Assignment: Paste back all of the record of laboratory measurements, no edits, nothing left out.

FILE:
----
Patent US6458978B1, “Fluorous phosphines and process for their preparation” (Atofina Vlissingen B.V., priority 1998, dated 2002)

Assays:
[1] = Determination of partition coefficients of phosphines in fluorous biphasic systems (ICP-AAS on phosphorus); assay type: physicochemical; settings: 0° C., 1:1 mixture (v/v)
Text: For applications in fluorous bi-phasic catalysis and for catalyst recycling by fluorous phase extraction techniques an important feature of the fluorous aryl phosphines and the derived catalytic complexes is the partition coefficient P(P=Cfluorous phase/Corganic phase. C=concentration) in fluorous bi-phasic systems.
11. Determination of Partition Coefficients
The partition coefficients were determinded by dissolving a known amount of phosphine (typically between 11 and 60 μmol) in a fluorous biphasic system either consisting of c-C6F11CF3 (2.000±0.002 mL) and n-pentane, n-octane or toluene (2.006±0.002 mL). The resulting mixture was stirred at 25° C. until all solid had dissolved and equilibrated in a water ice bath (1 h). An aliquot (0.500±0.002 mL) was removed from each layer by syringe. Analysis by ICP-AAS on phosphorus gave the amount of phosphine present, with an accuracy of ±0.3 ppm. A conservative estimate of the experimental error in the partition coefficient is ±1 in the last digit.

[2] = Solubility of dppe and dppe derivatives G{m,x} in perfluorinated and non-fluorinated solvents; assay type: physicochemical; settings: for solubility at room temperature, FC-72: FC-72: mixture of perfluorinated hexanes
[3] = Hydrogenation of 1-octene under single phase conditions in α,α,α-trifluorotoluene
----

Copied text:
Patent US6458978B1, “Fluorous phosphines and process for their preparation” (Atofina Vlissingen B.V., priority 1998, dated 2002)

Assays:
[1] = Determination of partition coefficients of phosphines in fluorous biphasic systems (ICP-AAS on phosphorus); assay type: physicochemical; settings: 0° C., 1:1 mixture (v/v)
Text: For applications in fluorous bi-phasic catalysis and for catalyst recycling by fluorous phase extraction techniques an important feature of the fluorous aryl phosphines and the derived catalytic complexes is the partition coefficient P(P=Cfluorous phase/Corganic phase. C=concentration) in fluorous bi-phasic systems.
11. Determination of Partition Coefficients
The partition coefficients were determinded by dissolving a known amount of phosphine (typically between 11 and 60 μmol) in a fluorous biphasic system either consisting of c-C6F11CF3 (2.000±0.002 mL) and n-pentane, n-octane or toluene (2.006±0.002 mL). The resulting mixture was stirred at 25° C. until all solid had dissolved and equilibrated in a water ice bath (1 h). An aliquot (0.500±0.002 mL) was removed from each layer by syringe. Analysis by ICP-AAS on phosphorus gave the amount of phosphine present, with an accuracy of ±0.3 ppm. A conservative estimate of the experimental error in the partition coefficient is ±1 in the last digit.

[2] = Solubility of dppe and dppe derivatives G{m,x} in perfluorinated and non-fluorinated solvents; assay type: physicochemical; settings: for solubility at room temperature, FC-72: FC-72: mixture of perfluorinated hexanes
[3] = Hydrogenation of 1-octene under single phase conditions in α,α,α-trifluorotoluene